7.3/10
23,443
154 user 65 critic

Runaway Train (1985)

Trailer
2:37 | Trailer

On Disc

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Two escaped convicts and a female railway worker find themselves trapped on a train with no brakes and nobody driving.

Director:

Andrey Konchalovskiy (as Andrei Konchalovsky)

Writers:

Djordje Milicevic (screenplay), Paul Zindel (screenplay) | 2 more credits »
Reviews
Nominated for 3 Oscars. Another 2 wins & 5 nominations. See more awards »

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Photos

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Cast

Cast overview, first billed only:
Jon Voight ... Oscar 'Manny' Manheim
Eric Roberts ... Buck McGeehy
Rebecca De Mornay ... Sara
Kyle T. Heffner ... Frank Barstow
John P. Ryan ... Warden Ranken
T.K. Carter ... Dave Prince
Kenneth McMillan ... Eddie MacDonald
Stacey Pickren Stacey Pickren ... Ruby
Walter Wyatt Walter Wyatt ... Conlan
Edward Bunker ... Jonah
Reid Cruickshanks Reid Cruickshanks ... Al Turner (as Reid Cruikshanks)
Dan Wray Dan Wray ... Fat Con
Michael Lee Gogin Michael Lee Gogin ... Short Con
John Bloom ... Tall Con
Hank Worden ... Old Con (as Norton E. 'Hank' Warden)
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Storyline

A hardened convict and a younger prisoner escape from a brutal prison in the middle of winter only to find themselves on an out-of-control train with a female railway worker while being pursued by the vengeful head of security. Written by Keith Loh <loh@sfu.ca>

Plot Summary | Plot Synopsis

Taglines:

Once it starts, nothing can stop it! See more »


Certificate:

R | See all certifications »

Parents Guide:

View content advisory »
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Details

Country:

USA

Language:

English

Release Date:

17 January 1986 (USA) See more »

Also Known As:

Escape en tren See more »

Filming Locations:

Anaconda, Montana, USA See more »

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Box Office

Budget:

$9,000,000 (estimated)

Opening Weekend USA:

$2,601,480, 6 December 1985, Wide Release

Gross USA:

$7,936,012
See more on IMDbPro »

Company Credits

Show more on IMDbPro »

Technical Specs

Runtime:

Sound Mix:

Dolby Stereo

Color:

Color (Rankcolor)

Aspect Ratio:

1.85 : 1
See full technical specs »
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Did You Know?

Trivia

Robert Duvall once expressed interest playing the role of Oscar "Manny" Manheim. See more »

Goofs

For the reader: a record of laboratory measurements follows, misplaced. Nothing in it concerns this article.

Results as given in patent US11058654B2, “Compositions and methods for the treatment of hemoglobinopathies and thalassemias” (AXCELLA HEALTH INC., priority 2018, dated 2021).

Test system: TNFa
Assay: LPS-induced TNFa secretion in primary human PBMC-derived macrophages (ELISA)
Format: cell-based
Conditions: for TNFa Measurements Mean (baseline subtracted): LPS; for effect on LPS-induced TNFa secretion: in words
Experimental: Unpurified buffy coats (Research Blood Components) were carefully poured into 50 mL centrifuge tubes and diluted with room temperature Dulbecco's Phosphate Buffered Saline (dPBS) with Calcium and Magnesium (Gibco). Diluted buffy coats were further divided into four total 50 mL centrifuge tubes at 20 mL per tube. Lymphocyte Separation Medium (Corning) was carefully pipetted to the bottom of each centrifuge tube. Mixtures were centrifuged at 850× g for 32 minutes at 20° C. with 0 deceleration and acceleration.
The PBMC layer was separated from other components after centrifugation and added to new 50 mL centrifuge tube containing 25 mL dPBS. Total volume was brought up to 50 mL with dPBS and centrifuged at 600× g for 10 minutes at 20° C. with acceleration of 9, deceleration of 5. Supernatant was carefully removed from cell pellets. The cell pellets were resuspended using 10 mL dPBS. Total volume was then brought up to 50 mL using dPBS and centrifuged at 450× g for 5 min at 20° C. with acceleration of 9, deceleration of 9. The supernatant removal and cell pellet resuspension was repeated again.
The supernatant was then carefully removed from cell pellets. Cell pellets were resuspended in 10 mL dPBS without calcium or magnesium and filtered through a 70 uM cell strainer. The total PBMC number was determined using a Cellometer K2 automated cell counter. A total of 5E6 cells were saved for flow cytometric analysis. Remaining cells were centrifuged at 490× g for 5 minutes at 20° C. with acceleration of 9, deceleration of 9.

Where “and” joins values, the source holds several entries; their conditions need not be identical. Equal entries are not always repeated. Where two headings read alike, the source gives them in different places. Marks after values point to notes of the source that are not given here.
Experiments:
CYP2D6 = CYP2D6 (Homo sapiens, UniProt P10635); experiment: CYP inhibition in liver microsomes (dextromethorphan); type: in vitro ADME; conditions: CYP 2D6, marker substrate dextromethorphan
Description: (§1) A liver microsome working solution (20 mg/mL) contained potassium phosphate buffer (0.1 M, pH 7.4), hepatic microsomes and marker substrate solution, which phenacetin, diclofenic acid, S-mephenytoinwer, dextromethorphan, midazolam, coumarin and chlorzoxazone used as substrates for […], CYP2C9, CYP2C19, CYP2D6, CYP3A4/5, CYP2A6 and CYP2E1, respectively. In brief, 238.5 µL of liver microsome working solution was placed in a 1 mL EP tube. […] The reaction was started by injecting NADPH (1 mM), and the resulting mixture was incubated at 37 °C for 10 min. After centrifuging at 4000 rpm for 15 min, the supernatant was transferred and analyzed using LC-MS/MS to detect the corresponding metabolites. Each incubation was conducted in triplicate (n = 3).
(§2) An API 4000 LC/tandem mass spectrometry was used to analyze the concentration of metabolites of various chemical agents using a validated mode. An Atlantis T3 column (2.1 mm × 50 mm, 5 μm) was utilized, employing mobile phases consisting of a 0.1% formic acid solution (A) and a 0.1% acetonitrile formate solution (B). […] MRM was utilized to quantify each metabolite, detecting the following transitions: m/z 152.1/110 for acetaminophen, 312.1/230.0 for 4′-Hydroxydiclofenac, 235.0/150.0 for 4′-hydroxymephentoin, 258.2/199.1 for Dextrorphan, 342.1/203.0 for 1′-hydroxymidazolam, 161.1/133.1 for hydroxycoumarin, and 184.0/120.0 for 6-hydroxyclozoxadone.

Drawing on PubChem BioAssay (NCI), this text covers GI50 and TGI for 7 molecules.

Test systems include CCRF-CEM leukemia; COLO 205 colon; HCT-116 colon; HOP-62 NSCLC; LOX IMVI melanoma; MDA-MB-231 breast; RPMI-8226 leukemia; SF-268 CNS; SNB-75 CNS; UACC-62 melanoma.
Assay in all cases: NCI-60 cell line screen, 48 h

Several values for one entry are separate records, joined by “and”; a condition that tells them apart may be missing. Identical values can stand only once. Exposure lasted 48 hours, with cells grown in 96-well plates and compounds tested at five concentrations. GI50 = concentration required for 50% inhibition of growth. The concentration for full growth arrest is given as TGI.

The close-up shots of Manny's grip on the coupling show him holding on by just his finger tips, but in the longer shots the positioning of the fingers is different and you see that his whole hand is on top of the coupling. See more »

Quotes

Oscar "Manny" Manheim: Whatever doesn't kill me makes me stronger!
See more »


Soundtracks

Gloria in D Major
by Antonio Vivaldi (as Vivaldi)
Performed by The USSR Academic Russian Chorus and the Moscow Conservatoire Students Orchestra
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Frequently Asked Questions

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User Reviews

 
Win, lose, what's the difference?
22 November 2009 | by SpikeopathSee all my reviews

Based around a screenplay written by the legendary Akira Kurosawa, Runaway Train simultaneously follows three threads. The escape of two prisoners, Manny & Buck, who jump on a train only to find that the driver has a heart attack, thus it speeds out of control. Then there is the efforts of the train dispatching office to try and safely stop the out-of-control train. And also there's the hunt by the sadistic prison warden who is hellbent on recapturing the fleeing convicts.

Relentless and engrossing action film from start to finish, Runaway Train boasts two Oscar nominated performances from John Voight {Manny} and Eric Roberts {Buck} and no little intelligence with its well scripted characters. The opening quarter is pretty stock routine prison fare, these guys are tough, the warden is a bastard and we just know they are going to escape. But once the guys board the train the whole film shifts in gear and tone. The dynamic that exists between Manny & Buck, partners but very different in life approach, is riveting stuff courtesy of the nifty dialogue exchanges. Things are further enhanced by the appearance of Rebecca DeMornay's also stranded railway worker, Sara, who far from being a shoe-horned token female character, is the crucial piece of the emotional jigsaw. He presence gives the guys room to exorcise their demons and pour out their feelings of anger, bravado and mistrust.

The action scenes are very well handled by director Andrei Konchalovsky and his crew. As the train hurtles thru the snowy Alaskan wilderness we are treated to a number of crash bang wallops involving the train itself; derring-do from our boys on the icy outside of the locomotive, and a helicopter pursuit chartered by the obsessed John P. Ryan as Warden Ranken particularly stand out. Bona fide action sequences that are executed skilfully. Then we get to the finale, a finale pumped up for emotional impact, both visually and orally it closes the film justly. We even get time for a bit of Will Shakespeare as we go about reflecting on what we have just witnessed. A fine movie it be. 7.5/10


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